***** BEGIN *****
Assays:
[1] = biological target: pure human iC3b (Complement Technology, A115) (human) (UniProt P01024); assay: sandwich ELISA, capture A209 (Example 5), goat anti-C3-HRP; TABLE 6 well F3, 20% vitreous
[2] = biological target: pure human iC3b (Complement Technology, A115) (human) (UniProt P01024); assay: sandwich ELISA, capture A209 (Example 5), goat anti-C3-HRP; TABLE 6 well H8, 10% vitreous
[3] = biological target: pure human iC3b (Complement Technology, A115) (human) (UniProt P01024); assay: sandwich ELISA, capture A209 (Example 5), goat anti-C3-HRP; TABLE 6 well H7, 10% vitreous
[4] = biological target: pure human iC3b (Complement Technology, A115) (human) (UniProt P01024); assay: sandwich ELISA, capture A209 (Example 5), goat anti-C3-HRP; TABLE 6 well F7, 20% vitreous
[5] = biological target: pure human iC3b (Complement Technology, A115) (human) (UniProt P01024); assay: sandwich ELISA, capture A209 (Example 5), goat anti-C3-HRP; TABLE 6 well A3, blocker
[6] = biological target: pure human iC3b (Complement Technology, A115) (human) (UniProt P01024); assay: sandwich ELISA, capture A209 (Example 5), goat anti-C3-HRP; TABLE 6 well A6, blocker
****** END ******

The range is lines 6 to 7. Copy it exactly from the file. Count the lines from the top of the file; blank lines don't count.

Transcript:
[5] = biological target: pure human iC3b (Complement Technology, A115) (human) (UniProt P01024); assay: sandwich ELISA, capture A209 (Example 5), goat anti-C3-HRP; TABLE 6 well A3, blocker
[6] = biological target: pure human iC3b (Complement Technology, A115) (human) (UniProt P01024); assay: sandwich ELISA, capture A209 (Example 5), goat anti-C3-HRP; TABLE 6 well A6, blocker